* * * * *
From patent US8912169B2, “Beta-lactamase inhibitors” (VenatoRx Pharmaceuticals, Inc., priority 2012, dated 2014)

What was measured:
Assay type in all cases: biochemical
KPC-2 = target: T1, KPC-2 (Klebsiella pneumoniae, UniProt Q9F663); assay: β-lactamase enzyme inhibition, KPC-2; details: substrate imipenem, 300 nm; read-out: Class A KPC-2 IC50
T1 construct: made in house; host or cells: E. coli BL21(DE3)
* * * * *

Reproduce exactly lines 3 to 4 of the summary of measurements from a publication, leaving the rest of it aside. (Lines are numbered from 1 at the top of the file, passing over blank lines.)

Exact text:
Assay type in all cases: biochemical
KPC-2 = target: T1, KPC-2 (Klebsiella pneumoniae, UniProt Q9F663); assay: β-lactamase enzyme inhibition, KPC-2; details: substrate imipenem, 300 nm; read-out: Class A KPC-2 IC50